But observers warned that it will only succeed with a successful distribution channel in place. No details of a channel strategy have emerged.
The Japanese giant first attempted to sell PCs in Europe in 1996 when it was expected to launch a notebook range at the Cebit Home exhibition in Cologne. However, following a year-and-a-half delay, Sony will now launch notebooks and desktops.
But the industry was sceptical of the impact Sony was likely to have.
Its belated move into PCs mirrors that of Toshiba, which also had hopes of capitalising on its branding power within the consumer electronics sector.
Rana Mainee, European Market analyst at Advanced Micro Devices (AMD), an expert in issues of branding, questioned Sony's chances of success in the UK. 'If you look at Toshiba you realise that brand success in the consumer sector is no guarantee of the same within the PC sector,' he said.
He added that historically, Japanese PC vendors have lacked an understanding of the channel to the advantage of their US rivals. 'US brands and suppliers probably have a better understanding of the channel than Japanese vendors - Packard Bell/NEC being a case in point. But that is not necessarily the case with the Taiwanese firms. They do tend to have an understanding,' he remarked.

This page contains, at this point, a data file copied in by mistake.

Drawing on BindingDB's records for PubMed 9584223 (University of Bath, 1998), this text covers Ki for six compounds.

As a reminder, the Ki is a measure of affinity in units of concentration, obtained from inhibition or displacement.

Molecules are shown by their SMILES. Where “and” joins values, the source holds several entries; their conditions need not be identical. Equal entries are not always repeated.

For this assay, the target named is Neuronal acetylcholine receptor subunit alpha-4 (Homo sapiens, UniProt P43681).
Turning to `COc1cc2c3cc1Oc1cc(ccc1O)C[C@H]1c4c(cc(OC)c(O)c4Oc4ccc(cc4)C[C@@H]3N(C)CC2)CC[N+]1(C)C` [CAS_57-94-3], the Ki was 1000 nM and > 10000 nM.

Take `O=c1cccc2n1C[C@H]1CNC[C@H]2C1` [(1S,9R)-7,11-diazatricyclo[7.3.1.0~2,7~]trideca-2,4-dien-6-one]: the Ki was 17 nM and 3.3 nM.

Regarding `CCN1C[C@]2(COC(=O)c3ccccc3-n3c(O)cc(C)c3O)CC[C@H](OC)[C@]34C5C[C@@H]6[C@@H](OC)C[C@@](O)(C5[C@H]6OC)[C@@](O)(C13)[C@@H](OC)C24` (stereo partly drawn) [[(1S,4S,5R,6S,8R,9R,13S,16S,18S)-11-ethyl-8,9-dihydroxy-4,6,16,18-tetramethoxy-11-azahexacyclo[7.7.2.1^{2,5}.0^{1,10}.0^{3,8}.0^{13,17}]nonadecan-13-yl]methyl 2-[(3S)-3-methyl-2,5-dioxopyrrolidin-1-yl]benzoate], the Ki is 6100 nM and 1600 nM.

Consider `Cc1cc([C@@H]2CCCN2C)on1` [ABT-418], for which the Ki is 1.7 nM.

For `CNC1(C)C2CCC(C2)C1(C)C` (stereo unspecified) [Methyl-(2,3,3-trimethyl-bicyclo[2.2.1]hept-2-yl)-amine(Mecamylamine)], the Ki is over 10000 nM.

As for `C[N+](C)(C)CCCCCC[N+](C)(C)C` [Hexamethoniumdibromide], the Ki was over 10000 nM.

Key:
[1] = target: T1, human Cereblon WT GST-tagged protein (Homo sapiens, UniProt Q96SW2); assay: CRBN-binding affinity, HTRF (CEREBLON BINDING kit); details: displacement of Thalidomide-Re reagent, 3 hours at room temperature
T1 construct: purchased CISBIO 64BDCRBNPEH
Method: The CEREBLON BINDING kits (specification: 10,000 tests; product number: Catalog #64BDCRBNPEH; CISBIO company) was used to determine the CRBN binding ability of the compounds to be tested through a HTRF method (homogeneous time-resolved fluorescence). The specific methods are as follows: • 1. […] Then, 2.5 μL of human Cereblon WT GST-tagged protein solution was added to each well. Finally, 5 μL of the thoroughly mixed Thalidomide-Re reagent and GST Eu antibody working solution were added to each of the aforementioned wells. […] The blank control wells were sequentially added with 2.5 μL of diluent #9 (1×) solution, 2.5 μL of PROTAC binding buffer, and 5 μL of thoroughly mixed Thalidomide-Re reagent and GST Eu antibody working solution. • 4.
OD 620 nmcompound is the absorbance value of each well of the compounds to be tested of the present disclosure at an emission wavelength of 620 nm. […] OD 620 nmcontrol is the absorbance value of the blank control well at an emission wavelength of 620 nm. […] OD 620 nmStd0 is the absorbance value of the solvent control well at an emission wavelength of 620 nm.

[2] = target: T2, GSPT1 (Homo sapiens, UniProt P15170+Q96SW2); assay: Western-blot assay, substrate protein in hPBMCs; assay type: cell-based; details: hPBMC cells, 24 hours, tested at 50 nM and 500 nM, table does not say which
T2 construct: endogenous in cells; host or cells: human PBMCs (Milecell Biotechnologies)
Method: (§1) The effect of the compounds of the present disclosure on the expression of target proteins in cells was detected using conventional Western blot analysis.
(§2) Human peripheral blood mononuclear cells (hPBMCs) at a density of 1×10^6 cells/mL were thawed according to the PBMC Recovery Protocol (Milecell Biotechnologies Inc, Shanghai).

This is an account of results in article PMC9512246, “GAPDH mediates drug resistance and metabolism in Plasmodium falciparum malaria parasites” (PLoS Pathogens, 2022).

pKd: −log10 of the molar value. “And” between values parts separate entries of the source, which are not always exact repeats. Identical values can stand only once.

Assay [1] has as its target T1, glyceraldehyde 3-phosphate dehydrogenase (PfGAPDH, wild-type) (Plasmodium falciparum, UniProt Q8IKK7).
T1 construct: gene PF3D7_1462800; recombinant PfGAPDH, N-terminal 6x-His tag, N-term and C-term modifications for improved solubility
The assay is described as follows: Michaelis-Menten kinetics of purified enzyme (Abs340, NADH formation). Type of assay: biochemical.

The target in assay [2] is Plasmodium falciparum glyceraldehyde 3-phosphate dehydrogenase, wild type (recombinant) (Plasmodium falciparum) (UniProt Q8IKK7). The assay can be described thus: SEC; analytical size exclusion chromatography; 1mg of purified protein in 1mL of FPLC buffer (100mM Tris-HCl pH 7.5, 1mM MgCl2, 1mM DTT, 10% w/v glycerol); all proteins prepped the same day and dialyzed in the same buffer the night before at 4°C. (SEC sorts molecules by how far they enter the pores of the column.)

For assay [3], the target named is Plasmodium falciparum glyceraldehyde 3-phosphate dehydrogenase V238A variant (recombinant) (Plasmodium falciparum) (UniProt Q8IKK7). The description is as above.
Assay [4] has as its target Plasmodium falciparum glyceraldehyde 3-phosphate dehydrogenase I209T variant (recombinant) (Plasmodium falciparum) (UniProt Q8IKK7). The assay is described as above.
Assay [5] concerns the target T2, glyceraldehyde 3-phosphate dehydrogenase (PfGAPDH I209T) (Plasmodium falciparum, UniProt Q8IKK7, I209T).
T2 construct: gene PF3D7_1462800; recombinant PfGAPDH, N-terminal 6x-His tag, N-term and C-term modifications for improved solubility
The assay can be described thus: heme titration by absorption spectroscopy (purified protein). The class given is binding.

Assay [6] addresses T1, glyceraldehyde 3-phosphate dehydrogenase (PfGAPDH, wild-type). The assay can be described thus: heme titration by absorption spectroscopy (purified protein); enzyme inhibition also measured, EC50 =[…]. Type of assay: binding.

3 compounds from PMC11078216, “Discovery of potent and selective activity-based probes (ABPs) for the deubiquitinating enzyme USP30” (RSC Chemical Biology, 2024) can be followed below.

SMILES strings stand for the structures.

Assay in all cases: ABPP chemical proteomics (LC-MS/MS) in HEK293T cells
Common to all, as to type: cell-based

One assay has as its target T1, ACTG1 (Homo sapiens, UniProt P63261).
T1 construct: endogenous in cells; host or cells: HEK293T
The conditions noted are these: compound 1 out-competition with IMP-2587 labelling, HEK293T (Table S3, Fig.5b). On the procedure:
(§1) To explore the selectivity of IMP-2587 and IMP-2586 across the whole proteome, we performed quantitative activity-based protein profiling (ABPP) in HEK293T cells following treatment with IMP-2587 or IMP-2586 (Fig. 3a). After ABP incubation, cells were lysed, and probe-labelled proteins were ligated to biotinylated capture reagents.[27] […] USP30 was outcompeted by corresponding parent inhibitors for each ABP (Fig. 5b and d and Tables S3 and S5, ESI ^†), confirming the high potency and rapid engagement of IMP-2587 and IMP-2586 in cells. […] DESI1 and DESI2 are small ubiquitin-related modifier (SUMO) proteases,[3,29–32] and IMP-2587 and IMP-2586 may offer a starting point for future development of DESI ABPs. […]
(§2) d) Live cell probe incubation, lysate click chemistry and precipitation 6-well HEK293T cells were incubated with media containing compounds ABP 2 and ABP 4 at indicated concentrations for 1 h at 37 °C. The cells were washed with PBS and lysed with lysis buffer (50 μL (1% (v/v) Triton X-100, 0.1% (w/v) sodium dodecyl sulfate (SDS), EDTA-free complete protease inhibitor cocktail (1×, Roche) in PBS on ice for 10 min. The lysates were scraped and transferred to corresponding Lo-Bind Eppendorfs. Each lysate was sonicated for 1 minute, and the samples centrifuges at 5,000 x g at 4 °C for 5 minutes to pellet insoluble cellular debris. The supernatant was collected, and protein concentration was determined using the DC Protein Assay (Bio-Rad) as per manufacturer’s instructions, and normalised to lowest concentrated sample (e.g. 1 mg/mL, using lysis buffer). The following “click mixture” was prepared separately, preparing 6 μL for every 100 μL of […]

Sony UK was unavailable for comment.
Take a look at updates from 2018's Fight Night, held at The Brewery in London
CEO Denis Kaminskiy talks through growth plans after scoring £3m investment from YFM Equity Partners
Deal will see Daisy take on 80,000 TalkTalk business customers
Ginni Rometty claims AI will enable business to improve on an exponential curve, an event that has only happened two other times in the last 60 years